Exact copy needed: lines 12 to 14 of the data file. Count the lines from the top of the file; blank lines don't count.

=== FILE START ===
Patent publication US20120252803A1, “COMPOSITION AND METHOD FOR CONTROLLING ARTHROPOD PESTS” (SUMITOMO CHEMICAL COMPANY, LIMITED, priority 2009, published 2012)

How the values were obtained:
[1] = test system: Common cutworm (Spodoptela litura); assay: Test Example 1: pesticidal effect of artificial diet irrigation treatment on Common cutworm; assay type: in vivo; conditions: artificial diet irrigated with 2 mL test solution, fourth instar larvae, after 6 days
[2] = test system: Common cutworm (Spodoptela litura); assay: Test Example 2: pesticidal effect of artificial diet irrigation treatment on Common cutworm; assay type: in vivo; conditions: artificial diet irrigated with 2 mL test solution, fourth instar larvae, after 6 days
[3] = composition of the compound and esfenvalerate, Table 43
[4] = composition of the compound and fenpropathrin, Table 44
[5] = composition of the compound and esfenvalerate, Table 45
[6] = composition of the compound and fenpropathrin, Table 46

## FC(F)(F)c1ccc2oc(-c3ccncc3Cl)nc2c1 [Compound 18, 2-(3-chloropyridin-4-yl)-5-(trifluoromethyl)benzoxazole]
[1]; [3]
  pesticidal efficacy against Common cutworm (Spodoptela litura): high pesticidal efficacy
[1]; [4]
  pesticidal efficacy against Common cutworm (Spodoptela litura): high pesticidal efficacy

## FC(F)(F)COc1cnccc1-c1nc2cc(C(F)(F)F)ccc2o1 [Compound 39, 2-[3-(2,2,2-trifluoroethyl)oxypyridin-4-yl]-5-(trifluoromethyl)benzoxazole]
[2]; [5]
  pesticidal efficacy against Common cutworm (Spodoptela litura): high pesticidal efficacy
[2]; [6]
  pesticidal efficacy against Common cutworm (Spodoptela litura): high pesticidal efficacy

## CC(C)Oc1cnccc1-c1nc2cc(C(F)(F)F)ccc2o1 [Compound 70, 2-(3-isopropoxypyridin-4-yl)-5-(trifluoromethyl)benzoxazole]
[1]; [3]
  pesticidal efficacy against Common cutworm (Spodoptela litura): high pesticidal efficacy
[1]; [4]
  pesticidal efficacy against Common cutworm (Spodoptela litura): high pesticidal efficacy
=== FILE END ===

[1]; [4]
  pesticidal efficacy against Common cutworm (Spodoptela litura): high pesticidal efficacy

## FC(F)(F)COc1cnccc1-c1nc2cc(C(F)(F)F)ccc2o1 [Compound 39, 2-[3-(2,2,2-trifluoroethyl)oxypyridin-4-yl]-5-(trifluoromethyl)benzoxazole]